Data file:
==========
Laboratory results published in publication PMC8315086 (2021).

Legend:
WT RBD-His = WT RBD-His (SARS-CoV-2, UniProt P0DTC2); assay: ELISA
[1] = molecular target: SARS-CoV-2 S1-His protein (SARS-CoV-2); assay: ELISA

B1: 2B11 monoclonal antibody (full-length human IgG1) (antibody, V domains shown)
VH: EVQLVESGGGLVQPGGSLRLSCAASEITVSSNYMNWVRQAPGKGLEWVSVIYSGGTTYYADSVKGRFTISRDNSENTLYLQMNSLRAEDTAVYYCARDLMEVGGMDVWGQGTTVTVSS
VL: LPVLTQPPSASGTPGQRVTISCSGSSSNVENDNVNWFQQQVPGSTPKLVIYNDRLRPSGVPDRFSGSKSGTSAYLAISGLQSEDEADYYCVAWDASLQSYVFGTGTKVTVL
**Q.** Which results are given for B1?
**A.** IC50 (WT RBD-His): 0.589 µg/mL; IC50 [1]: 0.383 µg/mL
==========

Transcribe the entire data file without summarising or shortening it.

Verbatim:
Laboratory results published in publication PMC8315086 (2021).

Legend:
WT RBD-His = WT RBD-His (SARS-CoV-2, UniProt P0DTC2); assay: ELISA
[1] = molecular target: SARS-CoV-2 S1-His protein (SARS-CoV-2); assay: ELISA

B1: 2B11 monoclonal antibody (full-length human IgG1) (antibody, V domains shown)
VH: EVQLVESGGGLVQPGGSLRLSCAASEITVSSNYMNWVRQAPGKGLEWVSVIYSGGTTYYADSVKGRFTISRDNSENTLYLQMNSLRAEDTAVYYCARDLMEVGGMDVWGQGTTVTVSS
VL: LPVLTQPPSASGTPGQRVTISCSGSSSNVENDNVNWFQQQVPGSTPKLVIYNDRLRPSGVPDRFSGSKSGTSAYLAISGLQSEDEADYYCVAWDASLQSYVFGTGTKVTVL
**Q.** Which results are given for B1?
**A.** IC50 (WT RBD-His): 0.589 µg/mL; IC50 [1]: 0.383 µg/mL